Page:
Capital One Data Breach

Capital One, Who’s in Your Wallet?

Announced Monday, July 29, 2019, a Capital One Data Breach puts 106 million consumers at risk. The credit card company released a statement citing “unauthorized access by an outside individual” that occurred in March of 2019, as the cause of data breach. The breach puts consumers at risk who applied for a credit card with Capital One and their existing customers. The company approximates that 100 million Americans and 6 million Canadians’ information was exposed.

Small businesses and individuals were victims in the Capital One data breach with information disclosed including name, address, date of birth, email address, credit scores, credit limits, payment history, and balances. Roughly 80 thousand linked bank account numbers of credit card customers were also exposed. Capital One reports that no credit card information was compromised. They also say 99 percent of Social Security numbers (Social Insurance numbers for Canadians) were not exposed, although 1 percent of 106 million is still 1.06 million affected consumers between the U.S. and Canada.

Take Action Now

If you are a victim of the Capital One data breach, the company has announced it will “notify you through multiple channels.” Lacking specifics, Identity Theft Resource Center suggests taking a proactive approach if you think you could be a victim of the breach.

Freeze Your Credit

This includes steps like freezing your credit report and checking financial statements. Try logging onto your account to see if there are notifications regarding the breach waiting for you.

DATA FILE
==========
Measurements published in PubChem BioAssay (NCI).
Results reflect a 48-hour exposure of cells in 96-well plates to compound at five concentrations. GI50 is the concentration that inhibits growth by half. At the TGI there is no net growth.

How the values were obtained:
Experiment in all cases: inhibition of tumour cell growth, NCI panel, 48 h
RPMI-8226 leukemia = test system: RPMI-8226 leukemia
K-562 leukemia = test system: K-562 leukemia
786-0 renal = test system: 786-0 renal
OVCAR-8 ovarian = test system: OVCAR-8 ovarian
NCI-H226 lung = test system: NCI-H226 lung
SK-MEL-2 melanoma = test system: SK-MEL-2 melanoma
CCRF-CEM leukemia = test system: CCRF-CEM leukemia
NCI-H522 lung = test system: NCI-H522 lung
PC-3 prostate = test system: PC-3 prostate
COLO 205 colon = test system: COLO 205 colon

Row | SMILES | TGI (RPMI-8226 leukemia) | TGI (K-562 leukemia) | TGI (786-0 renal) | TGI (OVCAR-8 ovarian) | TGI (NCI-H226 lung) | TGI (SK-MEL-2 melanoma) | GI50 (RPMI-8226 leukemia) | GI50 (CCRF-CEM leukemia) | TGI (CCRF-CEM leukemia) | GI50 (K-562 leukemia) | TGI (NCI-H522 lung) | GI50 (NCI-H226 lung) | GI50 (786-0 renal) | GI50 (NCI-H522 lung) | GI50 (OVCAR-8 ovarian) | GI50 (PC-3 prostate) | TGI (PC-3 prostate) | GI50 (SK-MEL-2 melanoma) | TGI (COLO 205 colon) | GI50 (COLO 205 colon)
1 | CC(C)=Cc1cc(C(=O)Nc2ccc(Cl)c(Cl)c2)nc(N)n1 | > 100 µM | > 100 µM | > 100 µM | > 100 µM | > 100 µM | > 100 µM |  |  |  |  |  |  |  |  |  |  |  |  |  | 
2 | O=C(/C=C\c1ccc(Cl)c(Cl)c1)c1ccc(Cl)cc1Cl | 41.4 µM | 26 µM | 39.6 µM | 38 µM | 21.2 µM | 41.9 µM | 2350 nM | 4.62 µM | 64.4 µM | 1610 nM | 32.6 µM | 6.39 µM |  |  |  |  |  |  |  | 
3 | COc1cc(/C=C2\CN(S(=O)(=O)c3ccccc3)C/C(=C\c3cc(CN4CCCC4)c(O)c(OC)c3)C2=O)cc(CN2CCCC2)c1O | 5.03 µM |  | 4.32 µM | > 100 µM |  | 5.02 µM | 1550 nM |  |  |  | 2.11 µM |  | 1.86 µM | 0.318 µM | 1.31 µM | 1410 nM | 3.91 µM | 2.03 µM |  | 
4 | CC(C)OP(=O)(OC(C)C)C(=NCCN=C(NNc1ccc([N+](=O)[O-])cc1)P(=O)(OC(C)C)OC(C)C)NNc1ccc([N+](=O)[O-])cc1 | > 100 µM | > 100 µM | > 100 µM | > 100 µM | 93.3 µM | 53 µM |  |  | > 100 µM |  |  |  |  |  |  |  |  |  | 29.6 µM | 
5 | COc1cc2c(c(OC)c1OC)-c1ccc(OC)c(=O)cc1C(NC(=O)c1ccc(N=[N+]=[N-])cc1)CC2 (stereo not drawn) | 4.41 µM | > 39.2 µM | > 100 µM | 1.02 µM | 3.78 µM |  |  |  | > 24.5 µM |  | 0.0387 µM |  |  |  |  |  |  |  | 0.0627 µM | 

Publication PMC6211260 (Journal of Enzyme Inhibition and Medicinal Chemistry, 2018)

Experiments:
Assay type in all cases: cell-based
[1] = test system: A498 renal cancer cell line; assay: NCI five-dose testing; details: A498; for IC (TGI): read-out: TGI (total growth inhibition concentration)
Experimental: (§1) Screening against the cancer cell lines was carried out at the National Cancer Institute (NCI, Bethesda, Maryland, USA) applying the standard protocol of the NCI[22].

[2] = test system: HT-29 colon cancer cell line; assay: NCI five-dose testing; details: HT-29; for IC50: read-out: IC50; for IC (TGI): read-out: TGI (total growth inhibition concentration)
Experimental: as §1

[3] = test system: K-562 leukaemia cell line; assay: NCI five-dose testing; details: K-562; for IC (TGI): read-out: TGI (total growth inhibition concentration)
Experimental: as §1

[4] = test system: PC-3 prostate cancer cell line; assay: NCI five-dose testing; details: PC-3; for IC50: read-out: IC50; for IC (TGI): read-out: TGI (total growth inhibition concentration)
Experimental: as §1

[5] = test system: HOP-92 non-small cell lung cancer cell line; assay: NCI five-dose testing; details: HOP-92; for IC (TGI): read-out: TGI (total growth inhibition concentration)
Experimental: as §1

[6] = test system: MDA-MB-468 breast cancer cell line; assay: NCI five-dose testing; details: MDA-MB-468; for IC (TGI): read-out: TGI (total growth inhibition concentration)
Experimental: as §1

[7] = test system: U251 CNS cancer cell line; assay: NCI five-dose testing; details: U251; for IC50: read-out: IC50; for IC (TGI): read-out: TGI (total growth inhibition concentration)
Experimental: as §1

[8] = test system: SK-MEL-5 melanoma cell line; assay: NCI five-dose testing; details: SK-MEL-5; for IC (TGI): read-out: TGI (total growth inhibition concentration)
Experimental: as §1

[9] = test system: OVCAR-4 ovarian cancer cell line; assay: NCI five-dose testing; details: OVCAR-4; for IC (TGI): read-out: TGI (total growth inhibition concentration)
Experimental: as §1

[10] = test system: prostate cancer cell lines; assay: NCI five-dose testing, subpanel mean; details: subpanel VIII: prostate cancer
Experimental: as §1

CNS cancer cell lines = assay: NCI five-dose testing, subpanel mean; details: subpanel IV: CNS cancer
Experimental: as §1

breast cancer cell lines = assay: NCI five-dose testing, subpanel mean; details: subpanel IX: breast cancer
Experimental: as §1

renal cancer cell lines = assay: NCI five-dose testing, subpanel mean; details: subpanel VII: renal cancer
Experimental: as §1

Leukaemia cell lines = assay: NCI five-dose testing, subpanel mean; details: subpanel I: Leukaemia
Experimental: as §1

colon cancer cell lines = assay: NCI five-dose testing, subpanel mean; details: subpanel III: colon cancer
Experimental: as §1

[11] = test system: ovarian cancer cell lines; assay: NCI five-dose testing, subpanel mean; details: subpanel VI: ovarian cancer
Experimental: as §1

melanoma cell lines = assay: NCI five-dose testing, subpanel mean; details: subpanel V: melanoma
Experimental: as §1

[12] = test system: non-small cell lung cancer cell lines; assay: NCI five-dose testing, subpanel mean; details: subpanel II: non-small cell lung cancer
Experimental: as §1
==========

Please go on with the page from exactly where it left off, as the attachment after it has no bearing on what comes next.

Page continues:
Be Aware of Scams

Also, be wary of anyone calling in regards to the breach and asking to collect personal information. Capital One is not notifying victims via phone and asking for Social Security numbers or financial information, if someone contacts you in this regard it is a scam.

Document Your Steps

Also, start documenting your activities utilizing the ITRC’s ID Theft Help App – that way if you need to provide the documentation on what you’ve done in the future, you have recorded the time and effort you’ve spent.

While there is no proof that the compromised information has been used to commit identity theft or fraud, there is no time limit on identity crime. Millions of user information has been exposed, and there is no taking it back from the hacker or the places she chose to distribute it. The victims of the Capital One data breach will be offered credit monitoring and “identity protection” at no-cost, but the company does not offer details on the length or terms of these services.

The credit card company says the data breach was allowed by a configuration vulnerability and they have since fixed the issue. Capital One also worked with the Federal Bureau of Investigation (FBI) and the alleged hacker has been arrested, an unusual event compared to most data breach cases.

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Free Identity Theft Assistance

Contact the Identity Theft Resource Center for toll-free, no-cost assistance at 888.400.5530. For on-the-go assistance, check out the free ID Theft Help App from ITRC.

This news is currently evolving and we will update as announcements are made available.  


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